The go-to explanations for why so many men — even in their prime working years — have dropped out of the labor force do not apply to Krystin Stevenson.
At 31 with two children, she doesn't turn her nose up at jobs that are considered women's work. She hasn't been swallowed by the wildfire of opioid addiction, dogged by a brush with the law or sidelined with a disability after years of heaving loads in manufacturing or construction.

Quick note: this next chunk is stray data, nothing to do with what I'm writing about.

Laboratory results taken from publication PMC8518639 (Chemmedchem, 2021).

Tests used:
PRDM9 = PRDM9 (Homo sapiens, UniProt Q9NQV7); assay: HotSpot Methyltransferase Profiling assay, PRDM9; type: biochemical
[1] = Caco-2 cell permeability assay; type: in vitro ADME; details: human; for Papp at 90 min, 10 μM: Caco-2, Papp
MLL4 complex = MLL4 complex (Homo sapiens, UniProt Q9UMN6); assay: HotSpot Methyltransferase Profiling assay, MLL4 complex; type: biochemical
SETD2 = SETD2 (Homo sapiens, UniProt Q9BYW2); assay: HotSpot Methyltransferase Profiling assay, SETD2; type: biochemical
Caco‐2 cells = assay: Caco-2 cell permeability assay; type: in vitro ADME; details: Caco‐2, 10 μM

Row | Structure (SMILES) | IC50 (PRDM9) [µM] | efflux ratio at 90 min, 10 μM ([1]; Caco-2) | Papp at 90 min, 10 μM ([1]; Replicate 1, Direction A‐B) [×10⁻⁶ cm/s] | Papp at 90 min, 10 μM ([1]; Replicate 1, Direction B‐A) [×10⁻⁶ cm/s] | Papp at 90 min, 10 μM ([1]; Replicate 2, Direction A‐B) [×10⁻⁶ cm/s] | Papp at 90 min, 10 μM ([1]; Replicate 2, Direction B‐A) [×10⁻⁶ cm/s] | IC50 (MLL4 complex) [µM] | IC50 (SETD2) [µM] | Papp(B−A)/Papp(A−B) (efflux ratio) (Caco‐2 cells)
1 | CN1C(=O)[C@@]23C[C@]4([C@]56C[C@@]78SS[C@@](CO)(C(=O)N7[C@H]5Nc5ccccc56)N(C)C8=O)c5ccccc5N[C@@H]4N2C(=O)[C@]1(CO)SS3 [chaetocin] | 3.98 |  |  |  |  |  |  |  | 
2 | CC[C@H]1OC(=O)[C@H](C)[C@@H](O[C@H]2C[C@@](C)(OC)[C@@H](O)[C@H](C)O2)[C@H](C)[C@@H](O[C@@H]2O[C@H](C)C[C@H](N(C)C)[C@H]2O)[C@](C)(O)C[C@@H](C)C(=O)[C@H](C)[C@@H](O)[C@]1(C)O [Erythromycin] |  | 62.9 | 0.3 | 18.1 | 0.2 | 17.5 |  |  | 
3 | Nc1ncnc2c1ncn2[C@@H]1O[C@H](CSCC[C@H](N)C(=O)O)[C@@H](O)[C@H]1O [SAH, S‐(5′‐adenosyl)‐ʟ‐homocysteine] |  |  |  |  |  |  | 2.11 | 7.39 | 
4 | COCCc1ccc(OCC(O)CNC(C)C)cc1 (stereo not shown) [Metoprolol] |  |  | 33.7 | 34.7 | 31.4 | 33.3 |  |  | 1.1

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Rather, she gave up her $40,000-a-year job as a customer service representative at a real estate firm in the summer of 2015 when her fragile support network collapsed. Her mother, a part-time home health care aide, took care of the children, picking up the older one from elementary school in the afternoon. But after she had a stroke, she was the one who needed to be taken care of, and Ms. Stevenson stepped in to manage her aging mother as well as her young children.